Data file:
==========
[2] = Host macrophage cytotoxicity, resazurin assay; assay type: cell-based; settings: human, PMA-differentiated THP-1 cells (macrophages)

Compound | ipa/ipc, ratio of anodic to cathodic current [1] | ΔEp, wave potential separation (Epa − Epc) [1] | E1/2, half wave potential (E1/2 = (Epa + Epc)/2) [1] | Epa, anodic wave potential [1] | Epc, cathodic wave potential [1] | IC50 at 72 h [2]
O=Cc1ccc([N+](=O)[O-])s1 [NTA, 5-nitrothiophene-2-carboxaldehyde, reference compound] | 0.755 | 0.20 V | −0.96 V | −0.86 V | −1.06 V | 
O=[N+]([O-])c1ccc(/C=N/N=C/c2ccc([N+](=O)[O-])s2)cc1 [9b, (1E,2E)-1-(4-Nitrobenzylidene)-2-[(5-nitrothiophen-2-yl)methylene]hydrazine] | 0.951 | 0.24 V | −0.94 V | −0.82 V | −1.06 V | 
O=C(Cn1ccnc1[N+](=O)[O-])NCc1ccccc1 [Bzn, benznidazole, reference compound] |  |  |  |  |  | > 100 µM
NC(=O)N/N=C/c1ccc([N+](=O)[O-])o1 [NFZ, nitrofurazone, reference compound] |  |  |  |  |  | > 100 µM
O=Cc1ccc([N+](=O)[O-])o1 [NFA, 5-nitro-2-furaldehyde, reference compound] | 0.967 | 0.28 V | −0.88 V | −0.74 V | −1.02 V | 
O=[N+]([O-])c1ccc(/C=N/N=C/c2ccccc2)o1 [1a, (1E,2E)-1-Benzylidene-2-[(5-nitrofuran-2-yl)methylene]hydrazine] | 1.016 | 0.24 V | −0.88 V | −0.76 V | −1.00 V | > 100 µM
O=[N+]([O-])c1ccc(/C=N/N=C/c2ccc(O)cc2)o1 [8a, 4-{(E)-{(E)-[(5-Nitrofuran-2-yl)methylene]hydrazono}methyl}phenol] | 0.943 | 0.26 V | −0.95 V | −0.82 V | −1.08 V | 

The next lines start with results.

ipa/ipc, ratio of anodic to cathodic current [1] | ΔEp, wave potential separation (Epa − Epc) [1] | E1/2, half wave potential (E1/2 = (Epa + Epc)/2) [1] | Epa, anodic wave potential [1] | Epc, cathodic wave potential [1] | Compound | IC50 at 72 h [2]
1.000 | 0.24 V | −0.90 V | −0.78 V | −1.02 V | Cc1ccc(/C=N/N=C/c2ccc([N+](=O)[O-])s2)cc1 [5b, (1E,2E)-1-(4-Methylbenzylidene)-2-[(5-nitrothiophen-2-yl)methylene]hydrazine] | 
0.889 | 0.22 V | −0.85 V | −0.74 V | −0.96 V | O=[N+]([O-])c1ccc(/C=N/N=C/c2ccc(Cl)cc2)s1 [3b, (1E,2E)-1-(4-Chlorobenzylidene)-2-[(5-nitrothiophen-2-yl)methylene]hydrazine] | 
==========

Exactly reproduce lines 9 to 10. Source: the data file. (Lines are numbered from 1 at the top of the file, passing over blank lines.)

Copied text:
O=[N+]([O-])c1ccc(/C=N/N=C/c2ccc(O)cc2)o1 [8a, 4-{(E)-{(E)-[(5-Nitrofuran-2-yl)methylene]hydrazono}methyl}phenol] | 0.943 | 0.26 V | −0.95 V | −0.82 V | −1.08 V | 

The next lines start with results.